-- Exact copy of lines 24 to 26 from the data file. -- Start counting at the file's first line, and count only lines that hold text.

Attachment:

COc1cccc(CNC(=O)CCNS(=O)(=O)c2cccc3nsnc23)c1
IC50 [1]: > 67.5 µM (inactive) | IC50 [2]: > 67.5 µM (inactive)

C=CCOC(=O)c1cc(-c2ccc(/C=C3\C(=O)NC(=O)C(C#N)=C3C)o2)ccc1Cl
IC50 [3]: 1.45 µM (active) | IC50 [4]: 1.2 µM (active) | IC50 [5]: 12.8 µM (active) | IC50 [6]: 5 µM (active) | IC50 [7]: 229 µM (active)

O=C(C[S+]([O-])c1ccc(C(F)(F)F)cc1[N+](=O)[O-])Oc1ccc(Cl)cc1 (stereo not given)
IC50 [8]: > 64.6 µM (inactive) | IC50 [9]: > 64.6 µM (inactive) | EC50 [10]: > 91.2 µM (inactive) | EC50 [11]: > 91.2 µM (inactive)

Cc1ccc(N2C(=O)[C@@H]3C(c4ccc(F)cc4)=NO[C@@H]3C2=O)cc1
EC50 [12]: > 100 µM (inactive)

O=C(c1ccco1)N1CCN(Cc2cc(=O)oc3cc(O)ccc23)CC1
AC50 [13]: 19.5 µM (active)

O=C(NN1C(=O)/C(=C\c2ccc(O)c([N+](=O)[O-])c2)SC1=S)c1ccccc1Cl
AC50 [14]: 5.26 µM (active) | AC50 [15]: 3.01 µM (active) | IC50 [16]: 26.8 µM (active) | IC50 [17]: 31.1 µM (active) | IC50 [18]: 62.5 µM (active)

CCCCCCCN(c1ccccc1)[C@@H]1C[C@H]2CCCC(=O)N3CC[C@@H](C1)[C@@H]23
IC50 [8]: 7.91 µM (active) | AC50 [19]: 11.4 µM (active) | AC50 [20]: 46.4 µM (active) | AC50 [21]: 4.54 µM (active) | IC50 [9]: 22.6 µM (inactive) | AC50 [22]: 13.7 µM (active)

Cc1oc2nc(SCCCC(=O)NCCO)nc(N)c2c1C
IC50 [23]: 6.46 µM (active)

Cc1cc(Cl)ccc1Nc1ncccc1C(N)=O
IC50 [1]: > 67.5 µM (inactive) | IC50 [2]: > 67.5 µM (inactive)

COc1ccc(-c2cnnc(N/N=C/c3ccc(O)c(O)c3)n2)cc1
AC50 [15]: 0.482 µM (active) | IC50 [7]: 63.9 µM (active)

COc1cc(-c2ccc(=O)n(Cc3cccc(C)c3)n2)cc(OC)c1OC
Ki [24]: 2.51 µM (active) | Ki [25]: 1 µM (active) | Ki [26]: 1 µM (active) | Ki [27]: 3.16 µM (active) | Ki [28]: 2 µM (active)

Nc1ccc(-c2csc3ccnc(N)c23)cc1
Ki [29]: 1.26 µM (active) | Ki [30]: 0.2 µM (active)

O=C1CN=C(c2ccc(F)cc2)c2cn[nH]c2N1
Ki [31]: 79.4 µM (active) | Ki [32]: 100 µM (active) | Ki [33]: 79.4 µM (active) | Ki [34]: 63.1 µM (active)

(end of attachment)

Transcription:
Ki [29]: 1.26 µM (active) | Ki [30]: 0.2 µM (active)

O=C1CN=C(c2ccc(F)cc2)c2cn[nH]c2N1
Ki [31]: 79.4 µM (active) | Ki [32]: 100 µM (active) | Ki [33]: 79.4 µM (active) | Ki [34]: 63.1 µM (active)